Beyond the Valley of the Malls Image

Writer/director goes the Clerks route in the new comedy NoHo, a satiric look at North Hollywood. (Originally published in Film Threat, Issue #27 – April 1996)

“It’s a lot like my life, unfortunately,” deadpan David Schrader, the writer/director/star of the hysterically funny 16mm NoHo. The title is a nickname given to a suburb of Los Angeles called North Hollywood, although its traits aren’t exclusive to L.A.

Quinn (Schrader) and Harvey (Steve Marcia) are two unemployed roommates who are finding it hard to make ends meet in their day-to-day existence. Harvey is content to sit at home alone, drink malt liquor, and watch infomercials. Quinn, on the other hand, is trying to find a job and a woman, but to no avail. Things do take an upturn when Harvey gets accepted as a guinea pig in a depression clinic, and Quinn gets a job working for a producer. But, their euphoria is short-lived when Harvey’s fake depression is found out, and Quinn soon realizes his boss is a sexist, fascist, slave-driving prick. Quinn is left with no other option but to steal his boss’s Jaguar and spend the money on his new girlfriend.

NoHo writer/director David Schrader Co-Star Steve Marcia

NoHo writer/director David Schrader with Co-Star Steve Marcia

The 24-year-old Schrader was working for Sam Raimi’s company, Renaissance, as a runner in the summer of ’94 when he conceived the film. “I felt like for every step forward I took in this business, I was slipping two steps back, so I decided to go out and make my own film.” A former stand-up comedian, he wen about financing the film by first applying for all the credit cards he could. When he had what he figured was enough money, he turned to his producer/friend Tony Sommers and said, “Let’s just do it.” He utilized 20 locations and 50 speaking parts and put the film in the can in under 10 days for $10,000. On the last day of production alone, they shot 15 pages of the script. To help keep costs of the film to a minimum, he borrowed his cousin’s Jaguar and boat. But perhaps the most ingenious cost-control stunt involved the acquisition of the film stock. Schrader laughs when he remembers the story. “There’s this rental/sales house in North Hollywood called Steadisystem that used to give you 400 feet of film for testing if you were making a feature. All you had to do was bring your script and show them. I had 20 of my friends go in with fake scripts and get the stock. I personally used five different disguises.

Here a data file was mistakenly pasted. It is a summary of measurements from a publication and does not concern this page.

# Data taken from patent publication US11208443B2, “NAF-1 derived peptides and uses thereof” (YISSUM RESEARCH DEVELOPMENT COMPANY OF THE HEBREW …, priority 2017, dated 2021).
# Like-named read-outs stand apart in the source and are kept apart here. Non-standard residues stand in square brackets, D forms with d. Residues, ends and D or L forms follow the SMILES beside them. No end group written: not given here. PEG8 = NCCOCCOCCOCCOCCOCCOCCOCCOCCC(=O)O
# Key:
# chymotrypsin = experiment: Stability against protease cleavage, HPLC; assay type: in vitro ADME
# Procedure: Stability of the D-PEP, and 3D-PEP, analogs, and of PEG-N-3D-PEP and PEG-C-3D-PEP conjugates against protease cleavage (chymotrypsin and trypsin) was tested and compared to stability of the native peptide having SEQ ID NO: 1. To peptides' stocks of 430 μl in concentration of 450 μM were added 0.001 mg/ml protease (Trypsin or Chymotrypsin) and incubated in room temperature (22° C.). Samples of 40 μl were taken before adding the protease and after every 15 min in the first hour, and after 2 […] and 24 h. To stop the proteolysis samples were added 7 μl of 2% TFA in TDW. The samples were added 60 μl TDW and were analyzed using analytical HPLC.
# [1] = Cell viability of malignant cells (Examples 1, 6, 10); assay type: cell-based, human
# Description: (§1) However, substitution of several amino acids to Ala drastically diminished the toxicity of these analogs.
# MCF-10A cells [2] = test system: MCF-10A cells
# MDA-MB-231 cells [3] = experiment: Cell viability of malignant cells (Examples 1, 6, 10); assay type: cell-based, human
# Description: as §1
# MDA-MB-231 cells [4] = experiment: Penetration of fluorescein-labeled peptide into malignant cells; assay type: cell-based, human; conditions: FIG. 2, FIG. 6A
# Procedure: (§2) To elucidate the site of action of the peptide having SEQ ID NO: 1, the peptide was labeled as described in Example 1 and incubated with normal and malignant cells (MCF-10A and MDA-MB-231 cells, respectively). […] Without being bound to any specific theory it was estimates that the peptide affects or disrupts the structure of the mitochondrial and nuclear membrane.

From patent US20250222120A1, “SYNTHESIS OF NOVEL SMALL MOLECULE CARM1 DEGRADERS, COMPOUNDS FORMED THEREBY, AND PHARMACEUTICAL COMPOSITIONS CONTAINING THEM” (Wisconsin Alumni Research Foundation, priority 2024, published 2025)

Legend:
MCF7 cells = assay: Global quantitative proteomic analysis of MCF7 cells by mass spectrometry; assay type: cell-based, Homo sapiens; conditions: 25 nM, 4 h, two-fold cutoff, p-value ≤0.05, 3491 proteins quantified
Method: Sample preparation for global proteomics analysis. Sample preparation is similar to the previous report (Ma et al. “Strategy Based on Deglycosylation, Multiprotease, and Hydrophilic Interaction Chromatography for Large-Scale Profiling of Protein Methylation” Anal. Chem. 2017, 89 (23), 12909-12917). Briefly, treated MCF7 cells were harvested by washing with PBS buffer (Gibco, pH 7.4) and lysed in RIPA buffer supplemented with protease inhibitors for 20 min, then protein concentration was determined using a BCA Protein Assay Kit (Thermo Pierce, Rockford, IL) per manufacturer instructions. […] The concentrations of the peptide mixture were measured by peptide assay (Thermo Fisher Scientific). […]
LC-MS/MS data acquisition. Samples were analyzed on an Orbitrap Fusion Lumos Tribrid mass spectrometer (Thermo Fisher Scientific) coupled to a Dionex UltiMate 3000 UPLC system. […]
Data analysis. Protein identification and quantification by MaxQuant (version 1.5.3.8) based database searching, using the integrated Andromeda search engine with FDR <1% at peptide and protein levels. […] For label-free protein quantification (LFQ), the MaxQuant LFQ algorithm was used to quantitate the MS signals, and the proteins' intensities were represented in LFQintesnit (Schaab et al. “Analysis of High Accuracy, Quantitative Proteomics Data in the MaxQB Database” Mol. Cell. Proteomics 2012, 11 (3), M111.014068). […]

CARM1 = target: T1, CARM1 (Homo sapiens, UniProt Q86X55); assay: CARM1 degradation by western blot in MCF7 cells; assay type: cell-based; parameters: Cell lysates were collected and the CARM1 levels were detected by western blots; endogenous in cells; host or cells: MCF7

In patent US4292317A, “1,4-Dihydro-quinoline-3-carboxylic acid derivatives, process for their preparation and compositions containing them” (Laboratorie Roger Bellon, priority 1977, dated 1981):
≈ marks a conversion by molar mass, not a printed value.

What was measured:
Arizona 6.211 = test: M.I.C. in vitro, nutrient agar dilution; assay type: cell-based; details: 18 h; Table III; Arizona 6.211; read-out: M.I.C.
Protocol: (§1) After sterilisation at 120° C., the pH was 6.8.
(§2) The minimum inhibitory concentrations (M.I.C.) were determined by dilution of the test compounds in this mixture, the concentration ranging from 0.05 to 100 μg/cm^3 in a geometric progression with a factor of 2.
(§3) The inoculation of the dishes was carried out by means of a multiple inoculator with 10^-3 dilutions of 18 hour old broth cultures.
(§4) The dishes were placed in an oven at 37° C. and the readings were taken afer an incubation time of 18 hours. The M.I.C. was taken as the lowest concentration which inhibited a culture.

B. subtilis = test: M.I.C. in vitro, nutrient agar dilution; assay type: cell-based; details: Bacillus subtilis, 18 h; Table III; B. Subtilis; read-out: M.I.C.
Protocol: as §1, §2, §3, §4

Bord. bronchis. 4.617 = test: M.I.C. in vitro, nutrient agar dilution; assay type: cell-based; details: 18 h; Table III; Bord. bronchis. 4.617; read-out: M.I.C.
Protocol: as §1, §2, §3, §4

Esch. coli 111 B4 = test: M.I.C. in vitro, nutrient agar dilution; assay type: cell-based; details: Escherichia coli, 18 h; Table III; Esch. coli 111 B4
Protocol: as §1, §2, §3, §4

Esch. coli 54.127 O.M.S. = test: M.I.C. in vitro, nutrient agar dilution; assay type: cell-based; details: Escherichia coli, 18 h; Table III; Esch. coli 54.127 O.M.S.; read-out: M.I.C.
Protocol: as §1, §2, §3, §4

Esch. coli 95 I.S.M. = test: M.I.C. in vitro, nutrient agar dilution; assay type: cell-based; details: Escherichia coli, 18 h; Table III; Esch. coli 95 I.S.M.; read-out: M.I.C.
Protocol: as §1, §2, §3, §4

With his film in the can and a couple of successful video screening under his belt, Schrader headed to New York’s IFFM (Independent Feature Film Market) late last year to try and drum up support and financing to help them gather enough money to finish post and purchase an answer print, so they could screen it at festivals.

Although the screening was sold out and many studios expressed an interest, Sommers and Schrader still don’t have a confirmed sale.

Illustration by Louisa Esposito.

“New Line said it didn’t cost enough,” laments a frustrated Schrader. “We couldn’t spend a million dollars on this movie if we tried.”

Adds Sommers, “Susan Glatzer was the person at October who asked for it. But she wanted us to recut it at our own expense before she’d bring it to her supervisor. And we don’t have the money.” Indie guru John Pierson received a copy but was busy writing his book and couldn’t commit in any fashion. Amy Israel at Miramax also expressed an interest, but it’s far there’s nothing definite with any of them.

However, the filmmakers do have at least one firm offer on the table. A new company in New York called Millennium Films has offered to pay $10,000 (the cost of production), but they want worldwide theatrical and video rights. In essence, this would mean the filmmakers would give up virtually all future profits from the film just to screen it at festivals.

At press time, Sommers and Schrader were still considering their options. What would you do? Call them at (***) ***-****.

NoHo is celebrating its 25th anniversary with a special Silver Edition now available on Amazon Prime. To commemorate this special anniversary, we had a chance to catch up with NoHo writer/director/star David Schrader.

When we last left off, you had interest from several companies wanting to release NoHo. What was its ultimate fate?
Obscurity, nestled in the footnotes of 90’s indie nostalgia. We had a very successful screening at the IFFM, with meetings from a lot of established independent companies at the time—Miramax, New Line, October Films, and NoHo was being called “The next Clerks.” We ended up with a less than optimum deal, and it had a limited two-weekend run at the Laemmle Sunset 5 in early 1996, which technically made us eligible for the Oscars. Shockingly, no nominations.